UH Reduces Debt Costs and Achieves Fiscal Savings Through FY2041


The University of Hawaii entered into a revenue bond transaction that resulted in significant annual debt service savings. On October 13 and 14, uh sold over $218 million in uh revenue bonds, of which $208 million repaid existing university bonds, realizing more than $44 million in debt service savings over the next 20 years, thanks to AF 2041.

uh will see reductions in debt service savings from AF 2021 by approximately $3.3 million, then approximately $2 million each year for the next 19 years,” said the vice president of budget and finance and CFO Kalbert Young. “Overall, the transaction results in a good result for the university. The amount of annual debt service savings is significant and should contribute to fiscal relief.

Debt service savings will be attributable to a number of units across multiple campuses. The uh The Cancer Center will see approximately 50% of the total debt service savings, as most of the bonds repaid were bonds sold in 2010 to build the uh Cancer Center. There will also be savings for certain units at uh Manoa, uh community college system and uh West Oʻahu. The bond transaction also included $10 million in new debt that will be used to finance major renovations to the uh Mānoa lower campus parking structure.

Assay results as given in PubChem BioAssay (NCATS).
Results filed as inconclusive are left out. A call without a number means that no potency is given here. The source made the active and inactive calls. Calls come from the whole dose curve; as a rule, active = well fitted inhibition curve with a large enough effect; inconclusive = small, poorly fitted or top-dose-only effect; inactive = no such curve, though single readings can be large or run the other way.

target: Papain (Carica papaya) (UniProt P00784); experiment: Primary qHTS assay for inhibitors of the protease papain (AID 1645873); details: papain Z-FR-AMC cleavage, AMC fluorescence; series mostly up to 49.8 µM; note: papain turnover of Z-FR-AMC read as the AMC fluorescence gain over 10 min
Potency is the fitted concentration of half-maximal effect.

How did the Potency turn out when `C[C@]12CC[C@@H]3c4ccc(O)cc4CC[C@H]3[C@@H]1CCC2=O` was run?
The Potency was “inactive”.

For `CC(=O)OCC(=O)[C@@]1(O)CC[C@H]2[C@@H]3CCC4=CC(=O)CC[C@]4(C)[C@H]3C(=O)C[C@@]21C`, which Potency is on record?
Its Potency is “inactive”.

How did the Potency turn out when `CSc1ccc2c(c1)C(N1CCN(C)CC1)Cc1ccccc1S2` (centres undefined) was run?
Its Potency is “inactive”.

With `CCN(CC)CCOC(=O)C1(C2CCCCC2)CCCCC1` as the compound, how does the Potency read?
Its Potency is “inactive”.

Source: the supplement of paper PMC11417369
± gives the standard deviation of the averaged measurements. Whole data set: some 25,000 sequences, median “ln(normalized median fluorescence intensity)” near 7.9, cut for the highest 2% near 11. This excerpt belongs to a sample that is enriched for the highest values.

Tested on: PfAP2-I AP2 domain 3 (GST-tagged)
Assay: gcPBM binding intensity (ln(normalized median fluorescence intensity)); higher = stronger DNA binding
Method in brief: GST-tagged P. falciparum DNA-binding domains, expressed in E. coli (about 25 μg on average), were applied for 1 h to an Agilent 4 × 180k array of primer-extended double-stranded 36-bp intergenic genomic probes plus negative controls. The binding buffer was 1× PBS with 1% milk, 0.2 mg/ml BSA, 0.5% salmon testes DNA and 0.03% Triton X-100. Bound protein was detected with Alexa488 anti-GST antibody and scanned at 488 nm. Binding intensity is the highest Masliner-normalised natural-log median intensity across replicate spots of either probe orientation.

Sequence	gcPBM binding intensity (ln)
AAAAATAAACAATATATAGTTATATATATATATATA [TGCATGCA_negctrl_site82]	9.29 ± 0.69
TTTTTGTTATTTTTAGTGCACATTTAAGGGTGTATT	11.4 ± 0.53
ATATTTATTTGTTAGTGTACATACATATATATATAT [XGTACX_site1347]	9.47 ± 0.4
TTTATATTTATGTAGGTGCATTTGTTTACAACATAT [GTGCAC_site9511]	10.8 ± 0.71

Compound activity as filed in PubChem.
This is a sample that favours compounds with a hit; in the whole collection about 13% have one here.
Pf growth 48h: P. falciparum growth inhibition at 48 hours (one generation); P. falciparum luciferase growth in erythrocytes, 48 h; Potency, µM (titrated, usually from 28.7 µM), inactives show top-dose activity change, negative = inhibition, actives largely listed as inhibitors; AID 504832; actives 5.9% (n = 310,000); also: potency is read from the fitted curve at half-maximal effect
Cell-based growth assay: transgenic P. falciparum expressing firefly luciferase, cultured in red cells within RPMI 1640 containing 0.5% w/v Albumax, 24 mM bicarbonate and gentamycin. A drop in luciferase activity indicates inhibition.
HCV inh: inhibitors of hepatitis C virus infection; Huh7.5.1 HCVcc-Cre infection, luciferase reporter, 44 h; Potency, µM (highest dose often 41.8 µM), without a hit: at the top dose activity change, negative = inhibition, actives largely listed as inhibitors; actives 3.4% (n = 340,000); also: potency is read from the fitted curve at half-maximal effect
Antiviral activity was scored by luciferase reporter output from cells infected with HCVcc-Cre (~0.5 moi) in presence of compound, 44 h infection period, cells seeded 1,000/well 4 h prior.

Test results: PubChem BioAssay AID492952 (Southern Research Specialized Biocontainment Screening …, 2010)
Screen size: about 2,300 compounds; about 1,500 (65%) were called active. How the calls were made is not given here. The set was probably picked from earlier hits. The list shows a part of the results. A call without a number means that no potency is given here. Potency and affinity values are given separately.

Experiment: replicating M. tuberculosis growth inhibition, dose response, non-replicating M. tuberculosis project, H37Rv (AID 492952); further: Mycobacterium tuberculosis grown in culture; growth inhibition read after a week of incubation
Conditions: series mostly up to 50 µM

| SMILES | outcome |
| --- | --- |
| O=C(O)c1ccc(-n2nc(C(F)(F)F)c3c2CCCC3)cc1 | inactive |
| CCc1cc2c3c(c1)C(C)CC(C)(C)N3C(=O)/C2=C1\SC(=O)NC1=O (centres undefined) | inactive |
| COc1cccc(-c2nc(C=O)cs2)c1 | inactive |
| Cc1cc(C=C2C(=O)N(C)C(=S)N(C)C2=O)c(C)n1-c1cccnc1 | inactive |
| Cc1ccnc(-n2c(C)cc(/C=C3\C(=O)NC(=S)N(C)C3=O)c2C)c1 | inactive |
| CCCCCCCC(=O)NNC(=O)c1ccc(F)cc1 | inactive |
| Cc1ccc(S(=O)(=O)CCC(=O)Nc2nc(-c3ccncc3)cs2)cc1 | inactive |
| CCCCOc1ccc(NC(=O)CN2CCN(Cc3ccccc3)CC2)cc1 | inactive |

The transaction follows credit rating actions on uh by two financial rating agencies, Moody’s Investor Service and Fitch Ratings.

On October 7, Moody’s Investor Service downgraded its credit rating to uh to ‘Aa3.’ By adjusting the credit profile, Moody’s reaffirmed uhthe outlook of “stable” noting its critical role in the state of Hawaii as the sole provider of public higher education and a major economic engine within the state. Other noted factors contributing to uh its strengths include its programmatically diverse enrollment, strong partnership with the State of Hawaii and a growing research business.

Fitch Ratings reaffirmed its “AA” rating on the university as well as its “stable” outlook. The ratings reflect Fitch’s expectations that the university’s financial profile will withstand near-term pressures from the pandemic as enrollment stabilizes and it manages a significant capital improvement program.


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